Or
    Multi disc arrangement like you have drawn with proximity switches on each tool position with one for orientation but like those euchner boxes found on old nc
     
  4. What movement does it have, rotational or linear? How far does it move between positions?

    How about a photo of the turret etc?

    What signal is the CNC controller expecting from the turret?
     
  5. Assuming it is rotational, it would be a simple matter to couple it to a potentiometer. Read the value with an Arduino and job's done. Software for that would be trivial "READ,IF, THEN,RELAY ON"
     
  6. Maker

    Maker nEw mEmBeR

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    I believe it rotates further than a pot but an optical encoder would do it, just slightly more complicated control circuitry than Hoods idea.
     
  7. So gear the pot down to give 270 degrees for a full rotation. It perhaps could be done with a rubber idler wheel in contact with the turret.
     
  8. Seadog

    Seadog Forum Supporter

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    You're assuming that the rotation isn't a continuous 360°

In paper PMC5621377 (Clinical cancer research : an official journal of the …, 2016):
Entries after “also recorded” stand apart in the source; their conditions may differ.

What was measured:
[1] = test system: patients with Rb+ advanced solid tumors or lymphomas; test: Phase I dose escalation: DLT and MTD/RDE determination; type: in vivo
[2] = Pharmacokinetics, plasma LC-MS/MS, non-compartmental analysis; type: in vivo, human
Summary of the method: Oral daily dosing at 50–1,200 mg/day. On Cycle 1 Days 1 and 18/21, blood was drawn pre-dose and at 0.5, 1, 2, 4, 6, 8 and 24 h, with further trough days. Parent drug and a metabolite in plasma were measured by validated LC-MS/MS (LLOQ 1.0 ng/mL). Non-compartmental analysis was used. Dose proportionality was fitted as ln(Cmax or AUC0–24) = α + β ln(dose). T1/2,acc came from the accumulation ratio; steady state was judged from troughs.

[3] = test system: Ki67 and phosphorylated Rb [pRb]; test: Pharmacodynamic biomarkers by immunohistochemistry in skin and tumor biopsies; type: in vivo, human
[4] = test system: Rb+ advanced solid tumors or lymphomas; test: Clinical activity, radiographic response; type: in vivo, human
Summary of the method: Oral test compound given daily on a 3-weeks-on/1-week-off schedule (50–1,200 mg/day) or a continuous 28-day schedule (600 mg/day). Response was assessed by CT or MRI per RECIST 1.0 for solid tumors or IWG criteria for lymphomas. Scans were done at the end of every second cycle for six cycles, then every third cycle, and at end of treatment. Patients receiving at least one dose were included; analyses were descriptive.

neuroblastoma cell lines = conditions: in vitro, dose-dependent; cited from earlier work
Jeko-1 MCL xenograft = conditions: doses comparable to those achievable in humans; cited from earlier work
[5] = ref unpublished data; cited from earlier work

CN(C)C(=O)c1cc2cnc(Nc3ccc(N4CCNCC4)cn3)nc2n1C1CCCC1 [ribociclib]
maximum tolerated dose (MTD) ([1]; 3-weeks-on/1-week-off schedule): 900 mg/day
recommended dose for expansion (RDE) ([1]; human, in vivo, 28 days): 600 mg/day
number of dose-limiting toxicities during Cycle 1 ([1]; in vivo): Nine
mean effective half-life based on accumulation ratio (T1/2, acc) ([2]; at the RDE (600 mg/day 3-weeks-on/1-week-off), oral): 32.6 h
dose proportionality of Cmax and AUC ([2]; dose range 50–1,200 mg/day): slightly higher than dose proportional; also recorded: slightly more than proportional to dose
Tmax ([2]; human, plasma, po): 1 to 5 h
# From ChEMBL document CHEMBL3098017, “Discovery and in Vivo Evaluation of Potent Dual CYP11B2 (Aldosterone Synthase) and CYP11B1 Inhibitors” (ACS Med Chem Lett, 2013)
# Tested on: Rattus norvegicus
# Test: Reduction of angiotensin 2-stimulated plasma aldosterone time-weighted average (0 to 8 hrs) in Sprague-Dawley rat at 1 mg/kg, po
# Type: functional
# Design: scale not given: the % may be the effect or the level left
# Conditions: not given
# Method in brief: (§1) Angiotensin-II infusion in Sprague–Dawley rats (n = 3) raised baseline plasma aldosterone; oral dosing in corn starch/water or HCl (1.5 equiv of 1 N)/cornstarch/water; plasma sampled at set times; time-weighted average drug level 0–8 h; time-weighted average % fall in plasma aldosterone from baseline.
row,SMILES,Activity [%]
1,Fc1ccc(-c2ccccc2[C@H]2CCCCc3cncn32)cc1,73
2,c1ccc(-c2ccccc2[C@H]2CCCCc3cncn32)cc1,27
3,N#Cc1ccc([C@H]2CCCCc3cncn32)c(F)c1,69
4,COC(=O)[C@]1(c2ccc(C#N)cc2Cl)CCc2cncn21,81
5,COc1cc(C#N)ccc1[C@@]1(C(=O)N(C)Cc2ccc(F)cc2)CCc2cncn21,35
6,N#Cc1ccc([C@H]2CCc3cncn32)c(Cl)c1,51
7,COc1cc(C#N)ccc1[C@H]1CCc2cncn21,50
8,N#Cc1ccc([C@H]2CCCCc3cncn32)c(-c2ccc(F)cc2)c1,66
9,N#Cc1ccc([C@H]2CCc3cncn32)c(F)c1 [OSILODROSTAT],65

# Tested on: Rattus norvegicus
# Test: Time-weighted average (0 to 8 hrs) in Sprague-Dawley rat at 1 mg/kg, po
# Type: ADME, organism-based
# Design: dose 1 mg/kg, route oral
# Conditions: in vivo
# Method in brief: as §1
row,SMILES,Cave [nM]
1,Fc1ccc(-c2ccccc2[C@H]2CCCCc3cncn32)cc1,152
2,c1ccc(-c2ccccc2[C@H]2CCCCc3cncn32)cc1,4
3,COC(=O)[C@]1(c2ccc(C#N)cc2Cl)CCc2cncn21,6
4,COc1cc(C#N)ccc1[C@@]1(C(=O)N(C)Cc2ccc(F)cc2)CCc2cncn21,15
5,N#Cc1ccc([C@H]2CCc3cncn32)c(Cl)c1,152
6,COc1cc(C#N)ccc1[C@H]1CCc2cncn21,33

9. Hood

    Hood If it walks like a duck....

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    The turret is made by myself, pic and video below. It uses an Indexing servo drive to position it so the feedback is only to let the control know the correct position for safety purposes.
    The turret clamps/unclamps via hydraulics but the part I would be putting the switch/sensors on will only have rotational movement as I have a splined coupling in the drivetrain to allow the turret plate to move out/in without affecting the drive.

    ScreenHunter_2200 Dec. 28 12.31.jpg ScreenHunter_2201 Dec. 28 12.32.jpg



    The signals the control is looking for can probably be anything if you are clever enough with macro programming and understanding Chinglish but basically the inputs are as below.

    ScreenHunter_2202 Dec. 28 12.36.jpg
     
  10. Hood

    Hood If it walks like a duck....

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    Yes rotaion needs to be full rotation in either direction as will be seen in the video.
     
  11. Hood

    Hood If it walks like a duck....

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    11,323
    Location:
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  12. It matters not. Wherever the turret happens to be, there will be a corresponding analogue Voltage. That fed into the Arduino's AD converter will report the exact position. Feed the Arduino into simple relays to provide the isolated inteface to the controller. If you like optical isolators, use those instead, but I like a physical switch personally.
     
  13. awemawson Forum Supporter

    My 12 position turret on my Beaver TC-20 uses a 'hedgehog drum' with rectangular pegs sticking outwards sensed by extremely expensive Balluff proximity sensors in a special adjustable housing.